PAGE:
Black Bloc advocates seem at their best when answering critics to their right. Archetypically, a white middle aged man quoting Gandhi and King, reformist and liberal in politics, will point the finger at the Black Bloc saying “You should be nice like I am!” That is where the Black Bloc advocate can shine, and point out that valuing property (windows) over life is violent, that liberalism only perpetuates capitalism, that diversity of tactics is a pluralistic value. In the best of Black Bloc rhetoric, there’s a notion that “direct action” (read ‘Black Bloc tactic’) has the potential of changing the rules of the game, and opening up new and undiscovered forms of resistance outside the tired old box of liberal candlelight vigils.
But criticizing the nonviolent liberal for being liberal sidesteps the question of the tactic. There are always anarchist and other anti-capitalist organizers, who fear the Black Bloc will steal the structure of their hard work of relationship-building. Among Back Bloc advocates, it often turns into a kind of circular reasoning: “I smash the window. You criticize me for property damage. Therefore you support private property.” By arguing this way, it sidesteps the tactical question altogether.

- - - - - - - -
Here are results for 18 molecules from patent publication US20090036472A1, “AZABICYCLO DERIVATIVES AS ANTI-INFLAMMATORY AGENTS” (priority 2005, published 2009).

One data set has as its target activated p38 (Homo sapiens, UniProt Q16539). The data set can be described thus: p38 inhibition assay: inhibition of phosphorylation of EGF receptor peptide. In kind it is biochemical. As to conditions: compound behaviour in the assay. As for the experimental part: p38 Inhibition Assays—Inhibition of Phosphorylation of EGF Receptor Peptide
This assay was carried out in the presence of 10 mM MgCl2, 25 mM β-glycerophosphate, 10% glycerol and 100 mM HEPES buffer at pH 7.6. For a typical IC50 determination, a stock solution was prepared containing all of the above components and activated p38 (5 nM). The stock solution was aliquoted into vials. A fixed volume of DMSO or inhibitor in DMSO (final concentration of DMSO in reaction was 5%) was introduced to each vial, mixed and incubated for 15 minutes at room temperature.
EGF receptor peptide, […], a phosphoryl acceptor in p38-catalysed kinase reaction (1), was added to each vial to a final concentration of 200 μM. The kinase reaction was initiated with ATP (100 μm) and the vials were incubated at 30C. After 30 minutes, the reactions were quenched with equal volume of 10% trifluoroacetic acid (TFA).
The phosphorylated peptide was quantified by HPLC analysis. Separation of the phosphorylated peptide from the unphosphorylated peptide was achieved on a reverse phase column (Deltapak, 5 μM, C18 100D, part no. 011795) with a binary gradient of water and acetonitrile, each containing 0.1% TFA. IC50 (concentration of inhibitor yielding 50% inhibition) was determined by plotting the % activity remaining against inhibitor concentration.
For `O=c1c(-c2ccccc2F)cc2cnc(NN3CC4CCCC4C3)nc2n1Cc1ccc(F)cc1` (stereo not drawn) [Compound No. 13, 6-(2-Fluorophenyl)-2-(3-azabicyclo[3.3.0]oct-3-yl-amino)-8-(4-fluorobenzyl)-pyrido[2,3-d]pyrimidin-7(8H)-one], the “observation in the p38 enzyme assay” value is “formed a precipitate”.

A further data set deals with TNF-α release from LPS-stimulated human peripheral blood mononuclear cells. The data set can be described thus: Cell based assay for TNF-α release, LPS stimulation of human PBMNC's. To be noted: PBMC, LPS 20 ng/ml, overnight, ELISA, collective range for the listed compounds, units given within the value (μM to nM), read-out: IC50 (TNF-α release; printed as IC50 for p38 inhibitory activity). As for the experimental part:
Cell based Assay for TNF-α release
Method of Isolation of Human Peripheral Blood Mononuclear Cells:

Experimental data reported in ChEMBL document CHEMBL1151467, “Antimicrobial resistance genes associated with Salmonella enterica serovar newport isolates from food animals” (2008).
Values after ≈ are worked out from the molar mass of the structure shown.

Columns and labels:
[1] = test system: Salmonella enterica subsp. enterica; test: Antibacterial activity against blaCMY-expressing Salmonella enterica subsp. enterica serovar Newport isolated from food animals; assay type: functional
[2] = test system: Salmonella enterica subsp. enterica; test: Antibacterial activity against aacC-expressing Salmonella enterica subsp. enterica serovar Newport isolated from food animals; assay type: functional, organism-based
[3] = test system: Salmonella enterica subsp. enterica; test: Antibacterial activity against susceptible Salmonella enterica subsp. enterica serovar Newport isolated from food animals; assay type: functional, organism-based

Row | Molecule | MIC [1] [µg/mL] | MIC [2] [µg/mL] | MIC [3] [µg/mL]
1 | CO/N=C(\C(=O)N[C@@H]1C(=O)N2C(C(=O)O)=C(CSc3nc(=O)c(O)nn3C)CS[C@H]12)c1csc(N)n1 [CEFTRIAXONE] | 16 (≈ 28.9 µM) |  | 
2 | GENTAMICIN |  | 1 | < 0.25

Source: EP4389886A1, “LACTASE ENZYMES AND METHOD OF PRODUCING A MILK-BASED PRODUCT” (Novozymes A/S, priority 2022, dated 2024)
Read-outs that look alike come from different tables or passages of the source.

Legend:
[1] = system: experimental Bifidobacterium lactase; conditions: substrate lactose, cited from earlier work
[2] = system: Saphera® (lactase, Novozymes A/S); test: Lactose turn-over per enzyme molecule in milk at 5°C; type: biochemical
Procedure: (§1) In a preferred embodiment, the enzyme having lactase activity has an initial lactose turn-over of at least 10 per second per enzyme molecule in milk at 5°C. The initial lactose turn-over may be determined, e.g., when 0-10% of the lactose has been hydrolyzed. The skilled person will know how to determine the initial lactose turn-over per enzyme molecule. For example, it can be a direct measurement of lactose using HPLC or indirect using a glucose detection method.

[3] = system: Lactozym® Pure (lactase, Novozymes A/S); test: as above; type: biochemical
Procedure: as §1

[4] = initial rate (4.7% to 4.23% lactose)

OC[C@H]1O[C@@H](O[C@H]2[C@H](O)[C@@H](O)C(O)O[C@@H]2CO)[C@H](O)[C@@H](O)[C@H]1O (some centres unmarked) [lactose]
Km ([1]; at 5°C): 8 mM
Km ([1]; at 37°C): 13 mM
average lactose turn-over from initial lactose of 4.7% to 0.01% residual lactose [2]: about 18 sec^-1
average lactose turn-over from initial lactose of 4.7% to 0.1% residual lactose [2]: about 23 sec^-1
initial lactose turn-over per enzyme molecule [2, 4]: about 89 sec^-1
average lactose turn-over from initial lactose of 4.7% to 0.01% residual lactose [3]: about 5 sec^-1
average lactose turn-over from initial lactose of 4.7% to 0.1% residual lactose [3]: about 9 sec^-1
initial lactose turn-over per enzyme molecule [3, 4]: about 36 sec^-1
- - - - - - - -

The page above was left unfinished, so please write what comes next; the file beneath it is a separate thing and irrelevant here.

The notion that “diversity of tactics” ( i.e. Black Bloc) is a part of pluralism also falls flat. By this argument, being against it is somehow authoritarian.
It has to be said, some Black Bloc advocates I know have been among the most courageous white anti-racists at General Assemblies. They would say, “Sorry, no socially oppressive behavior at Occupy.” This is crucial and I honor them for this. We also as a movement say to the 1%: “Sorry, you can’t exploit the toiling masses for your profit margin.” Anarchism is not and has never been an “anything goes” philosophy. Just because you can pay someone less so you can make more doesn’t give you the right to do so. So the argument that the Black Bloc is an expression of autonomous action is a poor argument. Sorry, you don't have a right to hijack the efforts of thousands just because you want to.